Pharmaceutical Benefits Scheme

From Academic Kids

The Pharmaceutical Benefits Scheme (PBS) is a programme by the Federal Government of Australia that provides heavily subsidised prescription drugs to all citizens and residents of that country. Most necessary medicines are included in the list of medicines covered by the PBS. Examples of medicines that are not included are hayfever relief medications and cough medicines.

The Federal Government through the PBS purchases medication in bulk from drug companies at a pre-agreed price. The consumer then buys the medicine from his/her pharmacist at a subsidised price and the PBS covers the difference between the bulk purchase cost and the consumer price.

For most people and most medicines as of May 2005, the maximum price for PBS medication is AUD$28.60. For low-income families, welfare recipients, war veterans and other holders of Centrelink concession cards, the cost of PBS medication is as little as $4.60. When any family has spent $874.90 on PBS medicines in a calendar year, that family becomes eligible for $4.60 medicines for the rest of the year. For concession card holders, PBS medicines are free once the card holder's family has spent $239.20 in a calendar year.

Brand-name medicines, however, may be more expensive when a generic brand of the same medicine is available. This commonly occurs when the patent on a particular drug has expired and drug companies produce generic copies of the drug which was previously protected by the patent. For example, if Drug Company X held the patent for Medicine Y and sells it to the PBS for $40 a box, and Drug Company Z produces a generic copy of Medicine Y after the patent has expired and charges the PBS only $35 a box, then $5 will be added to the consumer's bill if he/she chooses to buy the brand produced by Company X. This is part of a Government programme to encourage Australians to use cheaper generic brands and therefore relieve the burden on PBS finances.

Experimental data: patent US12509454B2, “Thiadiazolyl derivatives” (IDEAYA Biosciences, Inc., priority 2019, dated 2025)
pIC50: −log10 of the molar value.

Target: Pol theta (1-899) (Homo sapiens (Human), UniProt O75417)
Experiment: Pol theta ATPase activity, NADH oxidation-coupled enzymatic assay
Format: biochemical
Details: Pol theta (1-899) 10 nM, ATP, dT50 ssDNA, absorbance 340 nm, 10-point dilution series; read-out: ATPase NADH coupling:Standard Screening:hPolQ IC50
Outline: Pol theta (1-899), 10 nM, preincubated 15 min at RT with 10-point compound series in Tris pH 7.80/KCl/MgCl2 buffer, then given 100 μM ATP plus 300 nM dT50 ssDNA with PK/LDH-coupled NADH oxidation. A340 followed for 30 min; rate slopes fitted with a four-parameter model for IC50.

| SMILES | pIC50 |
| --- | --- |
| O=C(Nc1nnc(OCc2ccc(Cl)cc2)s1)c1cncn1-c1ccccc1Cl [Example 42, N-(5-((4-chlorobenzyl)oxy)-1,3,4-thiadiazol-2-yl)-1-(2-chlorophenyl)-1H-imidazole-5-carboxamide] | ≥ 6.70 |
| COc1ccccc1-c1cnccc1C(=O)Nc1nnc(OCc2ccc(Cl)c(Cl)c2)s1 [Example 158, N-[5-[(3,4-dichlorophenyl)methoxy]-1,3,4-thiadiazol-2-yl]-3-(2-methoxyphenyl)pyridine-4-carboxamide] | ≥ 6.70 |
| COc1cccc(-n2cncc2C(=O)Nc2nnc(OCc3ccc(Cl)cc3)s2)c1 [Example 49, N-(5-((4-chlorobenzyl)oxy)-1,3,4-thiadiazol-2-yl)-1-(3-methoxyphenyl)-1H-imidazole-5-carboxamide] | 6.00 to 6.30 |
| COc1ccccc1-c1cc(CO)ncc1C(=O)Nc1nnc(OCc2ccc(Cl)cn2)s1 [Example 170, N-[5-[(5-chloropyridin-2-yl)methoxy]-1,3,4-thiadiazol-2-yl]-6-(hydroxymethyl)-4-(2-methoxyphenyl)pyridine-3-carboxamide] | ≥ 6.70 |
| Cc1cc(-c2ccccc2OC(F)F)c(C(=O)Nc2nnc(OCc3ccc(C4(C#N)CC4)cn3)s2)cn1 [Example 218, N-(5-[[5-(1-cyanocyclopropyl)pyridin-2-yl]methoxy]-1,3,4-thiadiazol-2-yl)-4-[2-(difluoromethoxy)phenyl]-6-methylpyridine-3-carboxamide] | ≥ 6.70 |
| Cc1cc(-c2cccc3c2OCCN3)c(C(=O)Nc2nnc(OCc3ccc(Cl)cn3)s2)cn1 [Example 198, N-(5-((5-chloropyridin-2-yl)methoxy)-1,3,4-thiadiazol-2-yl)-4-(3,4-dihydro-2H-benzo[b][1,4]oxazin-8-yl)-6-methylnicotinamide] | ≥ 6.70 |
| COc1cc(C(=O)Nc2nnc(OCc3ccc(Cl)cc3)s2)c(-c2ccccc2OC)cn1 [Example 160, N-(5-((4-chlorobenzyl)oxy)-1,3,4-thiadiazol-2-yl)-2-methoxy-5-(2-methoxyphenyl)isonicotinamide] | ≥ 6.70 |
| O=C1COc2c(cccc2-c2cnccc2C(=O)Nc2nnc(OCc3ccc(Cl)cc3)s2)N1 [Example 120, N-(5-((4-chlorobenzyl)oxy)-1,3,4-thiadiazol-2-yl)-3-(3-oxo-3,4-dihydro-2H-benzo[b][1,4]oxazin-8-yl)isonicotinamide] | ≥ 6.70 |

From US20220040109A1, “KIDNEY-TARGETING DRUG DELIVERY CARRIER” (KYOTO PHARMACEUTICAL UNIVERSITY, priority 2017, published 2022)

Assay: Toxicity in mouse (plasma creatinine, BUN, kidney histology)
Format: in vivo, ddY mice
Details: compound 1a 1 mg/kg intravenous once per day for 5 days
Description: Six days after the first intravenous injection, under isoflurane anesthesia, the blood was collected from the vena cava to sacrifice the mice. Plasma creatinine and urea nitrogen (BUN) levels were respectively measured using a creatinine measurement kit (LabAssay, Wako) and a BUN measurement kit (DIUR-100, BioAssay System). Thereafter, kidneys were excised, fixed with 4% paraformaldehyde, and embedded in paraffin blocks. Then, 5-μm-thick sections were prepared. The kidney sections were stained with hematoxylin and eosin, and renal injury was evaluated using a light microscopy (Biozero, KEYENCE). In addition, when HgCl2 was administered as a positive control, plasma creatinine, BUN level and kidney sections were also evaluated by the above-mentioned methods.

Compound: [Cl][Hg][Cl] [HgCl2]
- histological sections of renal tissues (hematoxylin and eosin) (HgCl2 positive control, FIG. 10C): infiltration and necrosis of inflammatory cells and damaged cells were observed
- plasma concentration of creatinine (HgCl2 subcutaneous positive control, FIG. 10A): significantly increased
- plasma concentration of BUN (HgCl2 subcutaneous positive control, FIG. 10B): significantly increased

Federal Treasurer Peter Costello and the Liberal Party attempted to raise the price of PBS medicines by up to 30 per cent in the 2002 Federal Budget, however this measure was blocked in the Senate in which various minor parties hold the balance of power. However, in June 2004 the main opposition party, the Australian Labor Party, announced that it would allow the PBS price hikes to proceed through the Senate, ostensibly to prove its fiscal responsibility before the forthcoming Federal election.

The PBS was introduced in 1948 by Prime Minister Ben Chifley as part of wider plans to create a British-style National Health Service, but the High Court of Australia soon ruled most of Chifley's health care plans as unconstitutional. However, the PBS was not ruled as unconstitutional. Medicines on the PBS list were free to the consumer until 1960, when nominal user charges were introduced.

In its first year, the PBS cost the Commonwealth Government 149,000 (AUD$298,000). The PBS now costs the Commonwealth Treasury approximately AUD$5 billion a year to operate, despite consumers contributing around AUD$900 million in patient charges. Further attempts to restrain the enormous growth in costs of the PBS may be needed, however, attempts to increase consumer prices of drugs have always proved politically unpopular.

Some PBS medications are available only on "authority". This means that although it is covered by PBS, a doctor's prescription is insufficient: the doctor must ring the Health Department to get an authority number, which then must be written on the prescription. The PBS schedule identifies certain conditions for which an authority will be granted: the doctor simply identifies themselves (using their name and provider number), the patient (using their Medicare number), and when asked by the operator, confirms which of the conditions eligible for an authority the patient is suffering from. The health department normally assumes the doctor's assertion that the condition exists as sufficient.

In addition some medications (e.g. Dexamphetamine, Methadone) require a separate authority from the state (as opposed to federal) health departments to prescribe. This is because these are controlled drugs for which there exists a significant black market; these authorities are administered under the Poisons Schedule as opposed to PBS legislation.

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